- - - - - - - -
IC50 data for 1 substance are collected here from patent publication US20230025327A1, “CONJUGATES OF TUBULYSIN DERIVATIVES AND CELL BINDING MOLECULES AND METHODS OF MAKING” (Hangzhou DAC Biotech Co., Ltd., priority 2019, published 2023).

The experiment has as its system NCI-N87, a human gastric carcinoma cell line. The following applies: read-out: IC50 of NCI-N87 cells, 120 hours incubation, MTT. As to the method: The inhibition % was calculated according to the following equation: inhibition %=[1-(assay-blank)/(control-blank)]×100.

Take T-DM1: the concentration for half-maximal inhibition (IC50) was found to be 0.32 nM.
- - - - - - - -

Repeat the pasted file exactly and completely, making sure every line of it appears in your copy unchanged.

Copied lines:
IC50 data for 1 substance are collected here from patent publication US20230025327A1, “CONJUGATES OF TUBULYSIN DERIVATIVES AND CELL BINDING MOLECULES AND METHODS OF MAKING” (Hangzhou DAC Biotech Co., Ltd., priority 2019, published 2023).

The experiment has as its system NCI-N87, a human gastric carcinoma cell line. The following applies: read-out: IC50 of NCI-N87 cells, 120 hours incubation, MTT. As to the method: The inhibition % was calculated according to the following equation: inhibition %=[1-(assay-blank)/(control-blank)]×100.

Take T-DM1: the concentration for half-maximal inhibition (IC50) was found to be 0.32 nM.